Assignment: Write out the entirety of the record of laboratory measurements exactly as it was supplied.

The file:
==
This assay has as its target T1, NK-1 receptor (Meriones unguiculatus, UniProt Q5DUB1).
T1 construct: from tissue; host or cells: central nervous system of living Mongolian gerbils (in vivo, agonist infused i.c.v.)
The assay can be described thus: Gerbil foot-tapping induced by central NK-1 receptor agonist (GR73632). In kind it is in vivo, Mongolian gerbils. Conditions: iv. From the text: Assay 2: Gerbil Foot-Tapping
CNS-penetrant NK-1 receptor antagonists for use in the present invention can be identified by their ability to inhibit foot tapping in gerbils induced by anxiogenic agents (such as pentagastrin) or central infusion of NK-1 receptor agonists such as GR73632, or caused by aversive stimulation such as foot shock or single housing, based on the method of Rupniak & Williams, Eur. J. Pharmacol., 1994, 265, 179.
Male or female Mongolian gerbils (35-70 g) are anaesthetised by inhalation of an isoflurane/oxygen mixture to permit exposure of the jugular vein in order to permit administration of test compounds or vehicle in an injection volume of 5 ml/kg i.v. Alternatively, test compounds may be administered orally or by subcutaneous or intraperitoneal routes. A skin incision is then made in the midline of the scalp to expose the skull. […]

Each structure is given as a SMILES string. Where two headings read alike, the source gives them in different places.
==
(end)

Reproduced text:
This assay has as its target T1, NK-1 receptor (Meriones unguiculatus, UniProt Q5DUB1).
T1 construct: from tissue; host or cells: central nervous system of living Mongolian gerbils (in vivo, agonist infused i.c.v.)
The assay can be described thus: Gerbil foot-tapping induced by central NK-1 receptor agonist (GR73632). In kind it is in vivo, Mongolian gerbils. Conditions: iv. From the text: Assay 2: Gerbil Foot-Tapping
CNS-penetrant NK-1 receptor antagonists for use in the present invention can be identified by their ability to inhibit foot tapping in gerbils induced by anxiogenic agents (such as pentagastrin) or central infusion of NK-1 receptor agonists such as GR73632, or caused by aversive stimulation such as foot shock or single housing, based on the method of Rupniak & Williams, Eur. J. Pharmacol., 1994, 265, 179.
Male or female Mongolian gerbils (35-70 g) are anaesthetised by inhalation of an isoflurane/oxygen mixture to permit exposure of the jugular vein in order to permit administration of test compounds or vehicle in an injection volume of 5 ml/kg i.v. Alternatively, test compounds may be administered orally or by subcutaneous or intraperitoneal routes. A skin incision is then made in the midline of the scalp to expose the skull. […]

Each structure is given as a SMILES string. Where two headings read alike, the source gives them in different places.